September 13, 2009

Wild Swans: Three Daughters of China by Jung Chang

Blending the intimacy of memoir and the panoramic sweep of eyewitness history, Wild Swans has become a bestselling classic in thirty languages, with more than ten million copies sold. The story of three generations in twentieth-century China, it is an engrossing record of Mao's impact on China, an unusual window on the female experience in the modern world, and an inspiring tale of courage and love.
Jung Chang describes the life of her grandmother, a warlord's concubine; her mother's struggles as a young idealistic Communist; and her parents' experience as members of the Communist elite and their ordeal during the Cultural Revolution. Chang was a Red Guard briefly at the age of fourteen, then worked as a peasant, a "barefoot doctor," a steelworker, and an electrician. As the story of each generation unfolds, Chang captures in gripping, moving — and ultimately uplifting — detail the cycles of violent drama visited on her own family and millions of others caught in the whirlwind of history. (from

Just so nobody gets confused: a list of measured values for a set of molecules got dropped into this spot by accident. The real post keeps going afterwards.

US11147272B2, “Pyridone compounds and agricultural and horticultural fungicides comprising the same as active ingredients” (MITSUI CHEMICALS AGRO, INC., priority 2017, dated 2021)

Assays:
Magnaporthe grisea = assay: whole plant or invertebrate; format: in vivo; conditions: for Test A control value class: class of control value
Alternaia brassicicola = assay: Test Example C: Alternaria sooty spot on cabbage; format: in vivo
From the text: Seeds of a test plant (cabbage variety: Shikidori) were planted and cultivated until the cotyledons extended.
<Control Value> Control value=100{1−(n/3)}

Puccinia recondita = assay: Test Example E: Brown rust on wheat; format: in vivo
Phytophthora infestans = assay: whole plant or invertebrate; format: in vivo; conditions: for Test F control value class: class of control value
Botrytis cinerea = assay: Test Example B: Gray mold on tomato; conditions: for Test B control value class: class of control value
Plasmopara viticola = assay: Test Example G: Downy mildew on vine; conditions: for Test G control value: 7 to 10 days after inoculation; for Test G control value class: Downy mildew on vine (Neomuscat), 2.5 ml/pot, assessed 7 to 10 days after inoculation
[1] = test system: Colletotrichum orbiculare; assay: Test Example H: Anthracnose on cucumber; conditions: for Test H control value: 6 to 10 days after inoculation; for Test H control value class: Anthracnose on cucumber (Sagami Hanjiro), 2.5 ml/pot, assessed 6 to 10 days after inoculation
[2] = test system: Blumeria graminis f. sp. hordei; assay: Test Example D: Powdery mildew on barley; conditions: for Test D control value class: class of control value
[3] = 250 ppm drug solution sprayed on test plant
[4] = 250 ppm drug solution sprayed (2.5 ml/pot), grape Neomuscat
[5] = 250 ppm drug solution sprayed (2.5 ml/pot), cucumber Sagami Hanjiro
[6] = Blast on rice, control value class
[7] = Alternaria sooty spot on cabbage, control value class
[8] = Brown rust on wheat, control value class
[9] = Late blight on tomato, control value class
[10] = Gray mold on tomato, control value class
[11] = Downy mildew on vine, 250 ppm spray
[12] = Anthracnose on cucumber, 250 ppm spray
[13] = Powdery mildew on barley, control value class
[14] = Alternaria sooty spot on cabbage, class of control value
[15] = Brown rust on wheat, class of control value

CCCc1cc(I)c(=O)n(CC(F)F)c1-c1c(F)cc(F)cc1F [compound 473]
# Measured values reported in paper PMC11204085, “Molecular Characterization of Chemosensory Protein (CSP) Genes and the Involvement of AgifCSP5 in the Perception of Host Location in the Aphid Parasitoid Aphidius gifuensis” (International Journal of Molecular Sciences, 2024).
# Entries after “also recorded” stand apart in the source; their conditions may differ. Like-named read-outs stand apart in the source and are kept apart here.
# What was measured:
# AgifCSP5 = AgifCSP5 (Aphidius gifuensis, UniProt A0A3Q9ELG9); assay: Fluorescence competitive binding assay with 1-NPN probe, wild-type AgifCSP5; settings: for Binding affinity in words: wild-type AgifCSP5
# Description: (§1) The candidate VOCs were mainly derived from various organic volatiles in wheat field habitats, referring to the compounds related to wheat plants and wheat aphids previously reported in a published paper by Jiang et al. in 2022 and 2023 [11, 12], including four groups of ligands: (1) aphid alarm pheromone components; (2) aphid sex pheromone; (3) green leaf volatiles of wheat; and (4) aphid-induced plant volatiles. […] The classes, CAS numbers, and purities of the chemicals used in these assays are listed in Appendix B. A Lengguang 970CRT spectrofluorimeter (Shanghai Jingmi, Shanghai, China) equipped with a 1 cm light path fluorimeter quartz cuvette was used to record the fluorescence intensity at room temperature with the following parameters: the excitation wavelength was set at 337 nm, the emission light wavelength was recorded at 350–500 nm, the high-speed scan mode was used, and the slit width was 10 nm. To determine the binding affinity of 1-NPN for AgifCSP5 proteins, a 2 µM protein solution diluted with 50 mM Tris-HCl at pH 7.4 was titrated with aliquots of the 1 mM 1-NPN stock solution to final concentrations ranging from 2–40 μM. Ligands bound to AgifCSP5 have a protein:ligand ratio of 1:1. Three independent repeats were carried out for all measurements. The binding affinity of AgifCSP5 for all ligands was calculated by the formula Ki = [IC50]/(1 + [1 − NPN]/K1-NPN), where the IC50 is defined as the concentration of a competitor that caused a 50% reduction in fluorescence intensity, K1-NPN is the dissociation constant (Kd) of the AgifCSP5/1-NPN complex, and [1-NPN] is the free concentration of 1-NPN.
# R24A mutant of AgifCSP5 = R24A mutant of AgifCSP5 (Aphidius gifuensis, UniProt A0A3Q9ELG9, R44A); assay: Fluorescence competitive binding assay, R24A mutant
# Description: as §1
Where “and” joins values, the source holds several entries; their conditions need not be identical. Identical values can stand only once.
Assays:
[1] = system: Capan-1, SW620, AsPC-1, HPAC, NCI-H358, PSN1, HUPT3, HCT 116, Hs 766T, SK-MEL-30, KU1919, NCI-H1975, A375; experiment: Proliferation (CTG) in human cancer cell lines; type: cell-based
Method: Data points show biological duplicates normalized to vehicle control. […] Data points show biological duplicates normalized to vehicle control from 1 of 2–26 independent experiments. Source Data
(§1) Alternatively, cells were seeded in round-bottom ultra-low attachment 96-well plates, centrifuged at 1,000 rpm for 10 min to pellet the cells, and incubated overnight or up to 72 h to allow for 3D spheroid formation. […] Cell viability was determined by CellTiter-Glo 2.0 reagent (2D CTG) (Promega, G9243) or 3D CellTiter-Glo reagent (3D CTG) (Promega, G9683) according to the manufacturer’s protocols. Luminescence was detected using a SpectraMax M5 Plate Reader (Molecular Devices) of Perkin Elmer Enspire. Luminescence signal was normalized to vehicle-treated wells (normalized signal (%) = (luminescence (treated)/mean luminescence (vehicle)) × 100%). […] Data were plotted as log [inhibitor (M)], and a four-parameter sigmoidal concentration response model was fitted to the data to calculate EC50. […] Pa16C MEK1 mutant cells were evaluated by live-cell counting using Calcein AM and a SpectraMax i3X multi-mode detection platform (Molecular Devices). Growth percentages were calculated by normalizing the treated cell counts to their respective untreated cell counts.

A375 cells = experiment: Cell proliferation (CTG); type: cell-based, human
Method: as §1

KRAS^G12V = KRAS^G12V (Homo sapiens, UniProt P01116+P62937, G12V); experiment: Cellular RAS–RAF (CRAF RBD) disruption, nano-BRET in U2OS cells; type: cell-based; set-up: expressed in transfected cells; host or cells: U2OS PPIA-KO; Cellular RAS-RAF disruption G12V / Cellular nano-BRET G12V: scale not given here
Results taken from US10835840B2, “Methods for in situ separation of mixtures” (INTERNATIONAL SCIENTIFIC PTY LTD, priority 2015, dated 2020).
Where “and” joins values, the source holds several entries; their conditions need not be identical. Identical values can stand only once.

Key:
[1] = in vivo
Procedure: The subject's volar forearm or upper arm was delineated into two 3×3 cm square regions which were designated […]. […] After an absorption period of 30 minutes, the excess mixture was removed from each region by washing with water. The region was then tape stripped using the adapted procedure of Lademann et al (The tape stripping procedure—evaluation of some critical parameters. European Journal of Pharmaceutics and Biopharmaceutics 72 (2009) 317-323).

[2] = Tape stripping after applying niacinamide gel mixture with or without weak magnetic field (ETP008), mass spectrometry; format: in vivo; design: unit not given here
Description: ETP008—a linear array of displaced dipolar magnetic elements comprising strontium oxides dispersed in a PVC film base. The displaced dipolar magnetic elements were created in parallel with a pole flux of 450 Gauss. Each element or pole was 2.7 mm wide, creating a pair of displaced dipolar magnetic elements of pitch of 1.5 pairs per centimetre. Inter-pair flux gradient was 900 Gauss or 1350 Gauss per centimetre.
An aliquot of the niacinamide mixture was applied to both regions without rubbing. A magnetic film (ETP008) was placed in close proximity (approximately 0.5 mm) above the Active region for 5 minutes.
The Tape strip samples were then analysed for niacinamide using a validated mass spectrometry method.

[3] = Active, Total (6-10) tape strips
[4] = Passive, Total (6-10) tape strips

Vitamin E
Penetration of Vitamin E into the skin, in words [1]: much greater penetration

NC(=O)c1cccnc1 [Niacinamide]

Barnes and Noble)

I read the synopsis of this book before I bought it but I don't think I really realized that this book in not fiction. It's a biography of 3 people set in a very history-making (?) time so it's a very long book--508 pages. It did take me a whole month to read it. There's a lot of historical details, information, dates and facts to go through. Jung Chang does a fantastic job of telling her story--and that of her mom and grandma--making it read more like a novel than a history book. This book was such an eye opener to what it was like to live under Communist rule. This is a great book--loved it.